• MQM Leader Threatens Resignation: In a statement issued Wednesday, the MQM indicated that party leader Altaf Hussain has called a meeting of party supporters in Karachi this evening, at which he will request that they “relieve him of party leadership”. Hussain most recently “resigned” from his position before recanting after outpourings of support in June 2013. MQM legislators have also been asked to submit their resignations from the assemblies, although party sources said that the move was not intended to show support for the PAT.

Pakistan — Economics and Development

  • Economic Impact: Anonymous Pakistani finance ministry sources tell Reuters that Pakistan “will be in trouble” if the current crisis drags out beyond the next few weeks, but says the IMF program with Pakistan “is not in jeopardy at the moment”. The credit rating agencies S&P and Moody’s both say they are reviewing their ratings for Pakistan and that “political developments would have implications for Pakistan’s creditworthiness if they resulted in a derailment of the structural reform process”. The Karachi stock exchange has fallen more than 7% since the protests began, and the rupee has lost 3.4% against the dollar.

Pakistan — Remainders

  • Anonymous-Linked Group Continues Hacks of Government Websites [Dawn]
  • Hand Grenade Attack on Karachi Police Checkpost Injures Four [ET] [Dawn]
  • Limited Production Resumes at Zarghun Gas Field [Dawn] [ET]
  • Commentary: Pakistan’s Biggest Loser – “Rigid in his demands and publicly launching personal attacks against the sitting government, Khan’s political career, by many estimates, is over — making him one of the biggest losers in this entire saga.” [Arsla Jawaid, South Asia Channel]
  • Commentary: Is There Any Hope for India-Pakistan Relations? – “Historically, bilateral relations have resembled a boomerang: Efforts toward reconciliation have proceeded in fits and starts, with steps forward and hopes raised –followed by steps back and hopes dashed.” [Allison Berland and Michael Kugelman, South Asia Channel]

Afghanistan — Security

  • NATO Summit: As previously noted, this Thursday’s NATO summit is expected to open without an Afghan president or president-elect in attendance. Around 17 countries in the NATO coalition in Afghanistan currently maintain 25 soldiers or less in the country, and the number of troop-contributing countries is expected to drop after the end of this year. The U.S. has — contingent on the completion of a bilateral security agreement — pledged to maintain 9,800 troops in Afghanistan as part of the Resolute Support training mission, along with around 4,000-5,000 NATO soldiers, primarily from the UK, Germany, Italy, and Turkey.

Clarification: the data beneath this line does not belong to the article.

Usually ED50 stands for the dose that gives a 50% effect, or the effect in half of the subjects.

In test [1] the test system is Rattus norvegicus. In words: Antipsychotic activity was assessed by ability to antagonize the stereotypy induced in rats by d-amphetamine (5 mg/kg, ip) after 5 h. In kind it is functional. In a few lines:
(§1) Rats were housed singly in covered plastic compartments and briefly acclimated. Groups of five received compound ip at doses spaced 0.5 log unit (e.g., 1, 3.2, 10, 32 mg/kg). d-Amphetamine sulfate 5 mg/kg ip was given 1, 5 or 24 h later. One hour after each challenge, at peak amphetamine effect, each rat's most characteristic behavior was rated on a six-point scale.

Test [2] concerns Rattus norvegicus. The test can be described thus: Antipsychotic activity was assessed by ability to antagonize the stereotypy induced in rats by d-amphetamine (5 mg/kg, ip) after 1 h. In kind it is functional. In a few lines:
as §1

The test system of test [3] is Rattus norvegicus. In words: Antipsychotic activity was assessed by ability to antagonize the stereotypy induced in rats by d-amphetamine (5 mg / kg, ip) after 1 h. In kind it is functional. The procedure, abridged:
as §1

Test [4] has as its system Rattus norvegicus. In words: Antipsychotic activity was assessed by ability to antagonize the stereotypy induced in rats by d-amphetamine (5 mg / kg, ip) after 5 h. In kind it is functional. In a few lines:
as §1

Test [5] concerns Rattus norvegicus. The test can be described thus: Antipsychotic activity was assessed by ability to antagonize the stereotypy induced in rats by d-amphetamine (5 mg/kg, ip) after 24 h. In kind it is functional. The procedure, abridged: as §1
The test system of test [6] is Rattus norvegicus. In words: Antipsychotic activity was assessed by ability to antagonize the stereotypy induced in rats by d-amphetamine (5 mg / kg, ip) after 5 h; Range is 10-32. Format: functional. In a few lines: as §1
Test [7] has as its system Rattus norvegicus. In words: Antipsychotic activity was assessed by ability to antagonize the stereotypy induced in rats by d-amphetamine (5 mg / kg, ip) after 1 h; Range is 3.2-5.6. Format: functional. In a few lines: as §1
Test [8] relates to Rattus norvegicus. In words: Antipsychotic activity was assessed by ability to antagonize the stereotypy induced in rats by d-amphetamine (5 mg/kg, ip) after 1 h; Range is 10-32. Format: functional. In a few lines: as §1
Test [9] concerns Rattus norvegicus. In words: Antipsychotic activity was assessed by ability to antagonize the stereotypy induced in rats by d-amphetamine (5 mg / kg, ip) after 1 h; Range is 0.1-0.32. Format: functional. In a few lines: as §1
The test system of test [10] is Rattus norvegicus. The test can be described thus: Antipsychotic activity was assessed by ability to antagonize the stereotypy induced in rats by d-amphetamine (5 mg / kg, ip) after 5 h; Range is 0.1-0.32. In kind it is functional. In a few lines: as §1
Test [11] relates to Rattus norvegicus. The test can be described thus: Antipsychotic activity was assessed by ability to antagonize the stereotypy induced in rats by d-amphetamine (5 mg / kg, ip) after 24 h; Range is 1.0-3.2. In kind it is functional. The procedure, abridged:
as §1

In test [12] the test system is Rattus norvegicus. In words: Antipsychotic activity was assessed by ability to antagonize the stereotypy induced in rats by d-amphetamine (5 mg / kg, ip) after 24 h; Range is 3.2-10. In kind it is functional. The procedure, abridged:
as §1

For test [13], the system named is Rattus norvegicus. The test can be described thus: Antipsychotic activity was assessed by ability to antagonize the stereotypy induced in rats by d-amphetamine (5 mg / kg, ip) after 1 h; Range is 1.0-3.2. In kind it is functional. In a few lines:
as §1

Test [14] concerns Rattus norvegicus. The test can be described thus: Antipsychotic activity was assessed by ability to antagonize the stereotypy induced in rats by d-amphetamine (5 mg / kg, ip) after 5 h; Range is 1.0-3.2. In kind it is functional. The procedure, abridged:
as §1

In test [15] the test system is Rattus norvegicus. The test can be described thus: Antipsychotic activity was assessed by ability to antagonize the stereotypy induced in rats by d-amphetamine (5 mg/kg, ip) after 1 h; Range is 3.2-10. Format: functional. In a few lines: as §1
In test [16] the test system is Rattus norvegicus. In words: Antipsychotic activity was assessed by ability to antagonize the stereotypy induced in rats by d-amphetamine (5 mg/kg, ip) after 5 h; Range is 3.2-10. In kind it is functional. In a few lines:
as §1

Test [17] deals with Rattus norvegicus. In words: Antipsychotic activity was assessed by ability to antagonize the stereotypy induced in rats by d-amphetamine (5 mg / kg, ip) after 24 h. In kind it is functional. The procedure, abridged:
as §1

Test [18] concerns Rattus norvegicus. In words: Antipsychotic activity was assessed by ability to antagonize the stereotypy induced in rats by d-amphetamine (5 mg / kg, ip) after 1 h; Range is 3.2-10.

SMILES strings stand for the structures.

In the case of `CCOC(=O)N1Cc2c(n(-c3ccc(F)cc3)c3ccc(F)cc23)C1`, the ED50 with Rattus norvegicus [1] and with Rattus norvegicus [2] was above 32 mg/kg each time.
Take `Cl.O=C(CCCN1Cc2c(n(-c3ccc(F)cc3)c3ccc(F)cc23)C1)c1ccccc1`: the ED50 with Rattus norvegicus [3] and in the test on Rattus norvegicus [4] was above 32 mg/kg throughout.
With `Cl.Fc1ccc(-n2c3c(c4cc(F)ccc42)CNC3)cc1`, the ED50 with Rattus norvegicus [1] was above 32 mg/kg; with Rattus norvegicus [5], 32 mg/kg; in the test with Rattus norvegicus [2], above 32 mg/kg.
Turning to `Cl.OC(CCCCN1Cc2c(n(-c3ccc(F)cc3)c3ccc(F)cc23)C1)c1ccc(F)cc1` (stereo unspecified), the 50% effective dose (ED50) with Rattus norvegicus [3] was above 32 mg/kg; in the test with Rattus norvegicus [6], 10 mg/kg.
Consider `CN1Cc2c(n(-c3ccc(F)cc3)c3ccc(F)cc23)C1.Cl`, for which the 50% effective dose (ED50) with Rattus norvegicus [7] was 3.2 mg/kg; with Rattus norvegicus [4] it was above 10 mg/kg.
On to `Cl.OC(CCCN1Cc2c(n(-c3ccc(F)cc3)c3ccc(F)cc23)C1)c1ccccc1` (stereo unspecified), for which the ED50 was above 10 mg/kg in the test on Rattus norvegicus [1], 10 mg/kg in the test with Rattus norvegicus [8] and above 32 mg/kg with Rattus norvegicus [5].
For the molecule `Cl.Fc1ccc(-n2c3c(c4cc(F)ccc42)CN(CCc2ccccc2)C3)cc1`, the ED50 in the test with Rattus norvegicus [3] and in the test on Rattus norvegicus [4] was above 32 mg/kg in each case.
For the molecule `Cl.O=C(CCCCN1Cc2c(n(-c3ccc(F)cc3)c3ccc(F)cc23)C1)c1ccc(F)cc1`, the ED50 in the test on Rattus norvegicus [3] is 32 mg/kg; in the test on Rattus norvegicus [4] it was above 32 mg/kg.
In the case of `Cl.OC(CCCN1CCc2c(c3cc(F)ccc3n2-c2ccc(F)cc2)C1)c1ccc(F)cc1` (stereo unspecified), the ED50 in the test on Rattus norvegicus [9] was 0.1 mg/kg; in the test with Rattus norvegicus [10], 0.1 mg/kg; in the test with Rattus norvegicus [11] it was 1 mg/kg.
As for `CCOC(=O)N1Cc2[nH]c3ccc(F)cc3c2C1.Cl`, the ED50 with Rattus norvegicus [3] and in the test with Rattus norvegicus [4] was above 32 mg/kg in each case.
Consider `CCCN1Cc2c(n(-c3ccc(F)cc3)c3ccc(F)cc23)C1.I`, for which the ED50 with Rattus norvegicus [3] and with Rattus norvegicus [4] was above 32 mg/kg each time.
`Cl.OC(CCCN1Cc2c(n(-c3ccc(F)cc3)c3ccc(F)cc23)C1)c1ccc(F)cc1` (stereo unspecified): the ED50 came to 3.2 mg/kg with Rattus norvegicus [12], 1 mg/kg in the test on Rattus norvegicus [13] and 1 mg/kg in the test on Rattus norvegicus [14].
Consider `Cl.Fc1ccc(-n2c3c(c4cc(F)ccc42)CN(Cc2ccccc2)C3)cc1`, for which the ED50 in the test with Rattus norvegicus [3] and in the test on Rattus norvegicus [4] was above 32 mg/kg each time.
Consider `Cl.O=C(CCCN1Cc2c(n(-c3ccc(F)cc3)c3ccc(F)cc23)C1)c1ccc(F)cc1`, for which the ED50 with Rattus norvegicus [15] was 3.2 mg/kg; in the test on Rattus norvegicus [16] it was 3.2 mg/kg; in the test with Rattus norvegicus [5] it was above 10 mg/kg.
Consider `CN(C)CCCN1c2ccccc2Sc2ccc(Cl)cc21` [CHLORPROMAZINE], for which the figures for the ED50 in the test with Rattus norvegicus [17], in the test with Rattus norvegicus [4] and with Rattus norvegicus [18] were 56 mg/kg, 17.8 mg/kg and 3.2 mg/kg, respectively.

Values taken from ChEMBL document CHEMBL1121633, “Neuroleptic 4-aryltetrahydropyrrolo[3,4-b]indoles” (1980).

Afghanistan — Politics and Diplomacy

  • Abdullah Extends Deadline after Kerry Call: Sec. Kerry spoke with Abdullah Abdullah by phone on Tuesday; Abdullah afterwards agreed to extend his deadline for the acceptance of his campaign’s demands related to ballot invalidations. An Abdullah spokesman said that his team would still only accept election results once an agreement was reached on those demands, however. On Tuesday, the Independent Election Commission carried out a fifth round of audit results review, invalidating 50 ballot boxes out of 2,000 under consideration; another 498 were returned for recounting. The Electoral Complaints Commission upheld two out of sixteen complaints filed by the Ghani campaign over the invalidation process; the Abdullah campaign has not filed formal complaints thus far. US Assistant Secretary of State Doug Frantz arrived in Afghanistan on Tuesday, with a mission “to convey the Administration’s full support for a peaceful and democratic transfer of power and emphasize the priority Secretary Kerry places on an audit process that ensures a legitimate outcome and agreement on the details of a government of national unity.” [TOLO] [Khaama Press]

Afghanistan — Remainders

  • Hezb-i-Islami Denies Report of Ties to Islamic State [ET]
  • Further Cross-Border Shelling from Pakistan Reported in Kunar [Khaama Press]
  • Three Kidnappers Arrested and Abducted Bank Employees Freed in Kabul [Khaama Press]
  • Commentary: How NATO Can Make Afghan Forces Sustainable – “The “support” role should strengthen the Afghan intelligence capacity and build a desperately needed air force with the aim of ensuring two goals: Nato not being forced to resume a combat role in the future and the Afghan forces gradually become self-sustaining by 2024.” [Lotfullah Najafizada, TOLO]